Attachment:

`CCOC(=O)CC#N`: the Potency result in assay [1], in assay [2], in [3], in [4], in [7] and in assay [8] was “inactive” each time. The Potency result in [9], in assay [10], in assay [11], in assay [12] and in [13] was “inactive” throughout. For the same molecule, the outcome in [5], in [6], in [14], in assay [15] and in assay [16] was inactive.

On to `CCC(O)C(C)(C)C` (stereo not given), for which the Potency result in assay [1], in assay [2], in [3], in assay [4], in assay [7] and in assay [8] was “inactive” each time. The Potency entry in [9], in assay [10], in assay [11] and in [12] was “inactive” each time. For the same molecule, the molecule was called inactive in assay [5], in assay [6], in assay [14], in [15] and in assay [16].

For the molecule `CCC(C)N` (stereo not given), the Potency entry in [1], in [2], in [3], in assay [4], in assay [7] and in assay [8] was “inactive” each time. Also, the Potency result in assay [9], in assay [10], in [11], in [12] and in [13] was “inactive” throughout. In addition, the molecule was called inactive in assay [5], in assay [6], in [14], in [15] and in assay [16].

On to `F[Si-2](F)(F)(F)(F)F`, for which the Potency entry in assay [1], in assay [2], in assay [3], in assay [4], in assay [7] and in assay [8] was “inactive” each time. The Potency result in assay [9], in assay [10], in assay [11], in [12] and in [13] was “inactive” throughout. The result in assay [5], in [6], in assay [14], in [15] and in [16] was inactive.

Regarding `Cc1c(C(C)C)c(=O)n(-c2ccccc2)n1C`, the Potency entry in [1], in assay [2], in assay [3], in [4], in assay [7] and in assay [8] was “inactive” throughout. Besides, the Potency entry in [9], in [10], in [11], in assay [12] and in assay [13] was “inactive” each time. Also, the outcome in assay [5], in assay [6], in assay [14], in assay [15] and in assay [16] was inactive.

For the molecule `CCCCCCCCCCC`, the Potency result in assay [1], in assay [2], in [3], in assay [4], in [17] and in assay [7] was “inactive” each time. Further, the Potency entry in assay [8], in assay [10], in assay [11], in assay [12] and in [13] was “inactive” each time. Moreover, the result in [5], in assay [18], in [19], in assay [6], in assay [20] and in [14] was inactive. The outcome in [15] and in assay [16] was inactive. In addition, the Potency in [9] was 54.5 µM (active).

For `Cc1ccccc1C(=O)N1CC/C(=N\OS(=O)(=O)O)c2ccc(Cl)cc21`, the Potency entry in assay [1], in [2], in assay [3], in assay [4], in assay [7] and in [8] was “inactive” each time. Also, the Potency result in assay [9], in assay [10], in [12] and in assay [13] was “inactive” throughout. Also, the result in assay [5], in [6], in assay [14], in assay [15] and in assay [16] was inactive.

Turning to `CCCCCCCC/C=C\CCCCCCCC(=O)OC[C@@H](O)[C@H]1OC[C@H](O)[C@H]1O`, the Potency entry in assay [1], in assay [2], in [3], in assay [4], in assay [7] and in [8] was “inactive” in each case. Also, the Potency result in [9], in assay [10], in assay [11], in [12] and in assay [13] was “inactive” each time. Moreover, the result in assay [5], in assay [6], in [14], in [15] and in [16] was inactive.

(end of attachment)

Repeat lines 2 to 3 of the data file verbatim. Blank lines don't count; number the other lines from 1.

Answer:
On to `CCC(O)C(C)(C)C` (stereo not given), for which the Potency result in assay [1], in assay [2], in [3], in assay [4], in assay [7] and in assay [8] was “inactive” each time. The Potency entry in [9], in assay [10], in assay [11] and in [12] was “inactive” each time. For the same molecule, the molecule was called inactive in assay [5], in assay [6], in assay [14], in [15] and in assay [16].

For the molecule `CCC(C)N` (stereo not given), the Potency entry in [1], in [2], in [3], in assay [4], in assay [7] and in assay [8] was “inactive” each time. Also, the Potency result in assay [9], in assay [10], in [11], in [12] and in [13] was “inactive” throughout. In addition, the molecule was called inactive in assay [5], in assay [6], in [14], in [15] and in assay [16].